It’s not for keeping out Klingons, though. Officially known as the Air Force Space Surveillance System, it’s used for keeping track of objects in or near Earth’s orbit.
Three transmitting stations in Alabama, Arizona, and Texas emit radio waves into space, which bounce off objects and are received by six stations in Arkansas, California, Georgia (two stations), Mississippi, and New Mexico.
The Space Fence network extends east to west across the 33rd parallel, detecting any object that passes over. The receiving stations are reportedly sensitive enough to track an object the size of a basketball orbiting 17,200 miles above the Earth’s surface.
Those objects include satellites and space junk. More than 10,500 individual objects are tracked.
Having massive radio arrays spread out across the United States, and calling that series a contraptions a Space Fence, seems ripe for conspiracy theory. While the Fence doesn’t track border-jumping aliens, it does do important work.
Objects in space move very fast (about 17,000 mph in Earth orbit), which makes them dangerous. The Fence can warn the International Space Station if a piece of debris gets too close, or help track a deda satellite as it falls out of orbit, plotting where it will crash.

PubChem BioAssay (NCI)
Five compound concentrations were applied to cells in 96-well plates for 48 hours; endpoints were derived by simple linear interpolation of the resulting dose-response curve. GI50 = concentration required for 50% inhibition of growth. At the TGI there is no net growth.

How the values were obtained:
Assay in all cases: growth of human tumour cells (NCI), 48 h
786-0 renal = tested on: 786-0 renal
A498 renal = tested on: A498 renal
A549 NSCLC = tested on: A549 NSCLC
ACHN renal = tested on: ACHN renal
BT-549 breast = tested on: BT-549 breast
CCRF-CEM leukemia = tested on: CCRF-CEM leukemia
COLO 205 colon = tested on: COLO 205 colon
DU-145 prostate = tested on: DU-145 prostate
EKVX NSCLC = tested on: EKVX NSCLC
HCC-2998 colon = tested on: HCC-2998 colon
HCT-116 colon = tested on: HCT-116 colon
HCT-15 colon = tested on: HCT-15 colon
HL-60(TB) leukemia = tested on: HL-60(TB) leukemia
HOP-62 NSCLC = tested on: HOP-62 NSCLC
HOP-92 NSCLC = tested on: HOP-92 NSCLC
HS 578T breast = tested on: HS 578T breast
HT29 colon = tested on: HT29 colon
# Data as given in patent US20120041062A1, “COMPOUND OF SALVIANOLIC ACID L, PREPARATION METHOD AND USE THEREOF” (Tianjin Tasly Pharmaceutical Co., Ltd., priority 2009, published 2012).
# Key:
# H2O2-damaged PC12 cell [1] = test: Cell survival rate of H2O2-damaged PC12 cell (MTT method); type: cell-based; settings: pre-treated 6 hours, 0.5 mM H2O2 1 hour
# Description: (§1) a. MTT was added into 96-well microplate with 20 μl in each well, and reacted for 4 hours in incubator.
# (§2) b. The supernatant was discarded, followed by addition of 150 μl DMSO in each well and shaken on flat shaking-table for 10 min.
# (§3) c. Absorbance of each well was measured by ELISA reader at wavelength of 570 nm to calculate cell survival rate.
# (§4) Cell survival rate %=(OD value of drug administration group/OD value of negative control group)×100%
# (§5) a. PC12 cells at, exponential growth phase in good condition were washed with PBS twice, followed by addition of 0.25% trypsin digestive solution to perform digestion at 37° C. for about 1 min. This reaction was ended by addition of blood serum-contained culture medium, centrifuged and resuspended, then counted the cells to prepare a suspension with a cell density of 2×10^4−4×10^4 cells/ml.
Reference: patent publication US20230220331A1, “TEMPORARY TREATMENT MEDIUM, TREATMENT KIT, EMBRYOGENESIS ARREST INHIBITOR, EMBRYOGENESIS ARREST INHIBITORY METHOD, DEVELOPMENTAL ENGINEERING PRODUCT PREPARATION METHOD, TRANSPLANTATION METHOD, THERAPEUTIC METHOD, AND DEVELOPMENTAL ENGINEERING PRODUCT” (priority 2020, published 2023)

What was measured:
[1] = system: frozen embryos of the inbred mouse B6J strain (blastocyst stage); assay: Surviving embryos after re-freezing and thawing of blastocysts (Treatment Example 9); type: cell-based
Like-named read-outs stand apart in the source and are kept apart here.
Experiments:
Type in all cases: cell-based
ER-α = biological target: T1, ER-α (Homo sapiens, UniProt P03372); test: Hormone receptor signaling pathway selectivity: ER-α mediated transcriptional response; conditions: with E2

There’s also an intelligence component to the mission: the Space Fence can detect when a spy satellite passes over the U.S., and it can calculate an object’s country of origin from its launch trajectory. Just think of what the NSA could do with it.
The Space Fence was originally run by the Navy, but it’s now administered by the Air Force’s 20th Space Control Squadron (yes, there really is such a thing). The squadron is at Eglin Air Force Base in Florida, while the data from the Fence is analyzed at the Alternate Space Control Center in Dahlgren, Virginia.
So in a time when it seems like the government can’t do anything right, the Air Force’s space traffic controllers are monitoring thousands of objects zipping around thousands of miles above our heads.
At least for now they are. The Air Force is planning to shut down the Space Fence,which will reportedly save $14 million a year. The Air Force hopes to replace it with a more accurate system.
Hopefully the INS will be able to keep border-hopping aliens out of the country in the meantime.